Smoking and alcohol can stop stress for a short time, but when the effect wears off, the stress returns with a vengeance. Irritability appears, a depressive state quickly develops. Internal organs also suffer: heart, liver. Exhausting and poisoning the entire body, bad habits cause irreparable damage to health, which only exacerbates nervous tension as a result.
10 ways to deal with stress in a relationship
The more effectively each partner deals with stress, the less likely the relationship is to end. In addition, the better two people cope with stress together (for example, by discussing negative experiences, allowing the other person to talk, etc.), the more cohesiveness in the relationship they will be able to achieve.
Of course, you cannot prevent stressful situations in your partner's life. However, you are able to prevent a quarrel with a partner because of stress! Below are practical tips that will help you look at the problem from different points of view and eliminate it.
How do you deal with your own stress?
1. Understand how stressed you are. Finding out exactly what caused you to stress will help you collect your thoughts and direct your strength to fight the root cause. Think about what makes you feel overwhelmed and write it down on a piece of paper. To see a problem written down on paper means to recognize and already half solve it. Start coming up with a plan to get rid of the problem completely.
2. Increase the amount of positive emotions. No matter what causes you stress, feelings of joy, gratitude, satisfaction and love will help you cope with any difficulties. You don't have to start a new and challenging hobby to do this - who has the time for that? Sometimes it is enough to turn on your favorite music to start feeling good. Before going to bed, instead of the usual thoughts about your troubles, think about the good things that happened to you during the day. It can be a great practice to keep a gratitude journal where you write down every day everything you can be grateful for in life.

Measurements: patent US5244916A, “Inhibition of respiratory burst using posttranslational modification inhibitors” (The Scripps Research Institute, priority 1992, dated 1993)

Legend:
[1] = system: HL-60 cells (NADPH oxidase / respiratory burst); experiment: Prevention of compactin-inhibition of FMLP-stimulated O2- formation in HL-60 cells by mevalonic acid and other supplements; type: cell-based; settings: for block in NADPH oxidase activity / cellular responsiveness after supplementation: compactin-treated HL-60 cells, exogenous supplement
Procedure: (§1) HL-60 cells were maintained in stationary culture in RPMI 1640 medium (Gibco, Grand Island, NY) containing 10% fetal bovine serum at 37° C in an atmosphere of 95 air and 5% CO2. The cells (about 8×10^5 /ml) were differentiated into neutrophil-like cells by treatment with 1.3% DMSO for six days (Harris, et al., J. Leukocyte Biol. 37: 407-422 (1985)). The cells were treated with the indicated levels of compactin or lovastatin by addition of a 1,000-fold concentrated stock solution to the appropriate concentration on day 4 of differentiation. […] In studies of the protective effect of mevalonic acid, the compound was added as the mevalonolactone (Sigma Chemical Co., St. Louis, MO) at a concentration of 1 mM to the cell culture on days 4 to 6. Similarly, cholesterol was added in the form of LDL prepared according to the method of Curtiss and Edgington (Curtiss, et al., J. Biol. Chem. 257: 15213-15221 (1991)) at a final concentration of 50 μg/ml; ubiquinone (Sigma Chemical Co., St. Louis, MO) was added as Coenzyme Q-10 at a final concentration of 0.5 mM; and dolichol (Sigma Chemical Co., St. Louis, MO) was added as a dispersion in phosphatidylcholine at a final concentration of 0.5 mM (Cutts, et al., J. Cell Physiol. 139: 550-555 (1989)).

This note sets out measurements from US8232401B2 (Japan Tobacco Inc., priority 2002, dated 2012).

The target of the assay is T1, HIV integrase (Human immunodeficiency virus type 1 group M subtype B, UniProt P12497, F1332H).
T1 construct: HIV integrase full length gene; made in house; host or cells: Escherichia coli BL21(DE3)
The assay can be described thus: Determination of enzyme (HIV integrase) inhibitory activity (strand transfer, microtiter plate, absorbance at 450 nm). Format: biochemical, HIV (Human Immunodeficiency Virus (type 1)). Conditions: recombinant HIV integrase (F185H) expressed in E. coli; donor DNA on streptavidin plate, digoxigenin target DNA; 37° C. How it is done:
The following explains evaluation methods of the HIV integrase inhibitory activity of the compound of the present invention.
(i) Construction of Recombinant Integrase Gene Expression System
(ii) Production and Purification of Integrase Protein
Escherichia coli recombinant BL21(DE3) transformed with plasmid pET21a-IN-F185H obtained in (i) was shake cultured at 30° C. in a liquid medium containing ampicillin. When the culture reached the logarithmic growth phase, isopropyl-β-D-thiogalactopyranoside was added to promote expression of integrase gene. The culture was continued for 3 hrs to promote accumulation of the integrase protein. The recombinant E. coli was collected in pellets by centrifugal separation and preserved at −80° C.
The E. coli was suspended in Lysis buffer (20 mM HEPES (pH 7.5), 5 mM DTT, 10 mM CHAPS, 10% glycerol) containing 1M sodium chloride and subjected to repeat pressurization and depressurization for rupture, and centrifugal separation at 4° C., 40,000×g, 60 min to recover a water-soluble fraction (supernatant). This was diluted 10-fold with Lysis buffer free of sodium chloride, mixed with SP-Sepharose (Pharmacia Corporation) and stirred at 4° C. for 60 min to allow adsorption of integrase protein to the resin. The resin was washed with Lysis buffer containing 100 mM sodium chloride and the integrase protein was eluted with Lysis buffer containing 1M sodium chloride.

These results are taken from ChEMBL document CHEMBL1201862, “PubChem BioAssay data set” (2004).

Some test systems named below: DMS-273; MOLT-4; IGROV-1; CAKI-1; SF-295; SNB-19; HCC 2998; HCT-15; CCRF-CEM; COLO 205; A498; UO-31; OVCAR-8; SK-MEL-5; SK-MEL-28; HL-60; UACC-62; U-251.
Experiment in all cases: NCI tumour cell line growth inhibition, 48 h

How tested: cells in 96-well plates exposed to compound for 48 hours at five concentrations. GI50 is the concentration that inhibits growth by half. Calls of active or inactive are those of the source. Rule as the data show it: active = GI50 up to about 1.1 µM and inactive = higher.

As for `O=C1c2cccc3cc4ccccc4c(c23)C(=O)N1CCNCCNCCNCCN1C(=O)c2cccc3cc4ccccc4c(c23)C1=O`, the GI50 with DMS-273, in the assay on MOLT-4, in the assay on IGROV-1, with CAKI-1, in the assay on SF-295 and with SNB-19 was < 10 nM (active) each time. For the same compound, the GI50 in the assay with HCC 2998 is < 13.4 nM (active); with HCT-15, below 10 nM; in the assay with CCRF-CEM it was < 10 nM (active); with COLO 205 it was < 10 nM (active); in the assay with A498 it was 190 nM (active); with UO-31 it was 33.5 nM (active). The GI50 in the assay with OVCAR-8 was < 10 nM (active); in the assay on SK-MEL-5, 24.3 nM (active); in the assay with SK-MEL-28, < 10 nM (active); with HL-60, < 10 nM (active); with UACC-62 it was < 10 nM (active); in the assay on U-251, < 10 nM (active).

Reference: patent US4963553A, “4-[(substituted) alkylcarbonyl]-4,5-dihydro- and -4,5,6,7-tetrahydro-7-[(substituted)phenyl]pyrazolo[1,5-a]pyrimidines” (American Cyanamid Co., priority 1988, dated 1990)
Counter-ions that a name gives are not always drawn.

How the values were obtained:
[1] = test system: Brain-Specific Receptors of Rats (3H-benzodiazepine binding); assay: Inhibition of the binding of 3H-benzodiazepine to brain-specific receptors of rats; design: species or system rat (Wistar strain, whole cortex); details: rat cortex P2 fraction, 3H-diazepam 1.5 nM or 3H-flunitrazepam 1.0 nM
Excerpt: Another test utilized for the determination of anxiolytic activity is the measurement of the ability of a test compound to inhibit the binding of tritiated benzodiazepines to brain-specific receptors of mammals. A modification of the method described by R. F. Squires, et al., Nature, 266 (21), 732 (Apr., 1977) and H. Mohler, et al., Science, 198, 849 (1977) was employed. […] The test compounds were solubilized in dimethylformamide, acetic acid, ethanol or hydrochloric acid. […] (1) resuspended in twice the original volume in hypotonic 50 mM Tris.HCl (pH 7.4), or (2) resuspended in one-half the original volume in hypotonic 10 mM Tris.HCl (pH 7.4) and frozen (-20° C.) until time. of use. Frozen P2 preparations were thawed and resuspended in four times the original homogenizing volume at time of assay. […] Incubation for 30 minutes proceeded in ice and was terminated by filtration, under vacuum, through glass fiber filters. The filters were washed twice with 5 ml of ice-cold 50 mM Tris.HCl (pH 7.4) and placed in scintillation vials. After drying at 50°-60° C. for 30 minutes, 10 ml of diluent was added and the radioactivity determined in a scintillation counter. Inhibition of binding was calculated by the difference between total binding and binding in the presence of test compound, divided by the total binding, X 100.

3. Find a calming activity. Do you feel persistent anxiety or depression? Try to calm yourself and clear your thoughts with an activity that relaxes you. Maybe it's meditation? Coloring book for adults? Fragrant bath? Evening walk with the dog?
4. Take care of yourself. Stress can put you in a vicious cycle of lack of sleep, physical inactivity, and undernutrition (overeating). Your body needs resources to be able to handle stress effectively. Everyone has had days when stress exhausted him so much that he forgot about his own needs. But dealing with stress without satisfying the needs of the body is as pointless as sending a soldier to war without a weapon! Make adequate sleep, adequate nutrition and exercise your priorities.
5. Rethink the cause of stress. Stress doesn't have to make you feel negative emotions. If you feel that you have enough resources to cope with it (time, money, strength, desire, etc. ), then you begin to relate differently to the very cause of stress. You understand that you can solve the problem, even if it takes some time. When a person sees stress, but does not feel that he can cope with it, then he experiences anxiety, powerlessness, feels lost. Accept stress as a challenge, not a threat. Make the cause of stress your exciting task to solve. Don't make it an unpleasant activity that overwhelms and upsets you. Perhaps your partner can help you look at stress in a new way?
How do you deal with your partner's stress?
The presence of a person who helps to cope with stress and provides the necessary support is of great importance. As a result, shared stressful experiences bring two people closer than anything else. What can you do for your partner to help him cope with the problem?
1. Talk to him. Find out how your partner reacts to stress and ask how you can help him. The problem is that everyone reacts to stress differently. Sometimes from the outside it may seem that a person is simply bored! Therefore, it is important to take care and take an interest in the condition of the partner.
2. Support each other. The more support a person receives from their partner, the less likely it is that stress will cause a quarrel in a relationship. You can go different ways: start helping around the house more, or take the evening to listen to your partner.
3. Create more positive moments. You are not the only one who needs to experience positive emotions during times of stress. Your partner also needs them! But again, any extra activity should not be time-consuming - otherwise it will only cause more stress. Watch humorous programs, funny films together, go for a walk in the evening, read funny stories to your partner that you found on the Internet. All this will help you and your partner stay in a good mood and bring you closer.
4. Help your partner take care of themselves.